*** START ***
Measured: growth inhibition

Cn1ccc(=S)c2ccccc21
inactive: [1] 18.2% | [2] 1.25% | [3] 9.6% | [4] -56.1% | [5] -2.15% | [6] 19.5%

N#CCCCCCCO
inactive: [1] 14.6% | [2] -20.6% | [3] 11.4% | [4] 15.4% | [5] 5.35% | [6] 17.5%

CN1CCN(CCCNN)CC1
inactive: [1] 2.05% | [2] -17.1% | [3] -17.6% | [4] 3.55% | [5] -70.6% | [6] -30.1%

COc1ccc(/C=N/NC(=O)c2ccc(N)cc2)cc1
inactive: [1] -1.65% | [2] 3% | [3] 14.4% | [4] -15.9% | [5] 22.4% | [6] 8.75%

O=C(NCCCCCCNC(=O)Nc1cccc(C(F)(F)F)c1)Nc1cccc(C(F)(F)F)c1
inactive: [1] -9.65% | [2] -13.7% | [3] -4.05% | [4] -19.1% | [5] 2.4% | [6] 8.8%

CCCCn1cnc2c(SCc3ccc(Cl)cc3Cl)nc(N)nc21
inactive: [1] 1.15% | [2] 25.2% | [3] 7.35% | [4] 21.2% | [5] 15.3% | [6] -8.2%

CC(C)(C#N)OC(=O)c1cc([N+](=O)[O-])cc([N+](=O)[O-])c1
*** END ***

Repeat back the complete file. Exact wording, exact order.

Measured: growth inhibition

Cn1ccc(=S)c2ccccc21
inactive: [1] 18.2% | [2] 1.25% | [3] 9.6% | [4] -56.1% | [5] -2.15% | [6] 19.5%

N#CCCCCCCO
inactive: [1] 14.6% | [2] -20.6% | [3] 11.4% | [4] 15.4% | [5] 5.35% | [6] 17.5%

CN1CCN(CCCNN)CC1
inactive: [1] 2.05% | [2] -17.1% | [3] -17.6% | [4] 3.55% | [5] -70.6% | [6] -30.1%

COc1ccc(/C=N/NC(=O)c2ccc(N)cc2)cc1
inactive: [1] -1.65% | [2] 3% | [3] 14.4% | [4] -15.9% | [5] 22.4% | [6] 8.75%

O=C(NCCCCCCNC(=O)Nc1cccc(C(F)(F)F)c1)Nc1cccc(C(F)(F)F)c1
inactive: [1] -9.65% | [2] -13.7% | [3] -4.05% | [4] -19.1% | [5] 2.4% | [6] 8.8%

CCCCn1cnc2c(SCc3ccc(Cl)cc3Cl)nc(N)nc21
inactive: [1] 1.15% | [2] 25.2% | [3] 7.35% | [4] 21.2% | [5] 15.3% | [6] -8.2%

CC(C)(C#N)OC(=O)c1cc([N+](=O)[O-])cc([N+](=O)[O-])c1